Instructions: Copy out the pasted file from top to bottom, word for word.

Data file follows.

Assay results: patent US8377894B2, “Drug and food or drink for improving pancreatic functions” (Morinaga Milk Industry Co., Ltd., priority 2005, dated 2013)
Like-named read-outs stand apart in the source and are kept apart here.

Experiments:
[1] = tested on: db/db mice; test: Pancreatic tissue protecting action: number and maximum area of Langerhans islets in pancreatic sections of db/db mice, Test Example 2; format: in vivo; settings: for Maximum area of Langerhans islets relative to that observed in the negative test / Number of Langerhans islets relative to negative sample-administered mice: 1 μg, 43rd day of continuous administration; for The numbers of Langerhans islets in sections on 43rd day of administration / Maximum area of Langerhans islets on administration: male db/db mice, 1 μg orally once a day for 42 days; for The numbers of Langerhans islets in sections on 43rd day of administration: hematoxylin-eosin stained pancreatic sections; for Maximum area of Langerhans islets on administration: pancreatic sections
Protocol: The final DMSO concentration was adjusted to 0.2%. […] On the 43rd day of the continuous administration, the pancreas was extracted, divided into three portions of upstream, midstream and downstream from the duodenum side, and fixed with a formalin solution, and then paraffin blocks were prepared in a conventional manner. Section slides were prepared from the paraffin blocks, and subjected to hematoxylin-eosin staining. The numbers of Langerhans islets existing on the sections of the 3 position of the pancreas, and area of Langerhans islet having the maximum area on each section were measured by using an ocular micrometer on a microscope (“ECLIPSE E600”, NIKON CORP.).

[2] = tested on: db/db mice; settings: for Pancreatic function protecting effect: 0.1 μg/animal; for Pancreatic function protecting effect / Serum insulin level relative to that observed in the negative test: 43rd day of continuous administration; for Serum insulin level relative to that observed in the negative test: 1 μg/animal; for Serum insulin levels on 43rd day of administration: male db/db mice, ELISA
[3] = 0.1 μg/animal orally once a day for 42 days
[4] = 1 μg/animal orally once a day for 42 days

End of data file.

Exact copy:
Assay results: patent US8377894B2, “Drug and food or drink for improving pancreatic functions” (Morinaga Milk Industry Co., Ltd., priority 2005, dated 2013)
Like-named read-outs stand apart in the source and are kept apart here.

Experiments:
[1] = tested on: db/db mice; test: Pancreatic tissue protecting action: number and maximum area of Langerhans islets in pancreatic sections of db/db mice, Test Example 2; format: in vivo; settings: for Maximum area of Langerhans islets relative to that observed in the negative test / Number of Langerhans islets relative to negative sample-administered mice: 1 μg, 43rd day of continuous administration; for The numbers of Langerhans islets in sections on 43rd day of administration / Maximum area of Langerhans islets on administration: male db/db mice, 1 μg orally once a day for 42 days; for The numbers of Langerhans islets in sections on 43rd day of administration: hematoxylin-eosin stained pancreatic sections; for Maximum area of Langerhans islets on administration: pancreatic sections
Protocol: The final DMSO concentration was adjusted to 0.2%. […] On the 43rd day of the continuous administration, the pancreas was extracted, divided into three portions of upstream, midstream and downstream from the duodenum side, and fixed with a formalin solution, and then paraffin blocks were prepared in a conventional manner. Section slides were prepared from the paraffin blocks, and subjected to hematoxylin-eosin staining. The numbers of Langerhans islets existing on the sections of the 3 position of the pancreas, and area of Langerhans islet having the maximum area on each section were measured by using an ocular micrometer on a microscope (“ECLIPSE E600”, NIKON CORP.).

[2] = tested on: db/db mice; settings: for Pancreatic function protecting effect: 0.1 μg/animal; for Pancreatic function protecting effect / Serum insulin level relative to that observed in the negative test: 43rd day of continuous administration; for Serum insulin level relative to that observed in the negative test: 1 μg/animal; for Serum insulin levels on 43rd day of administration: male db/db mice, ELISA
[3] = 0.1 μg/animal orally once a day for 42 days
[4] = 1 μg/animal orally once a day for 42 days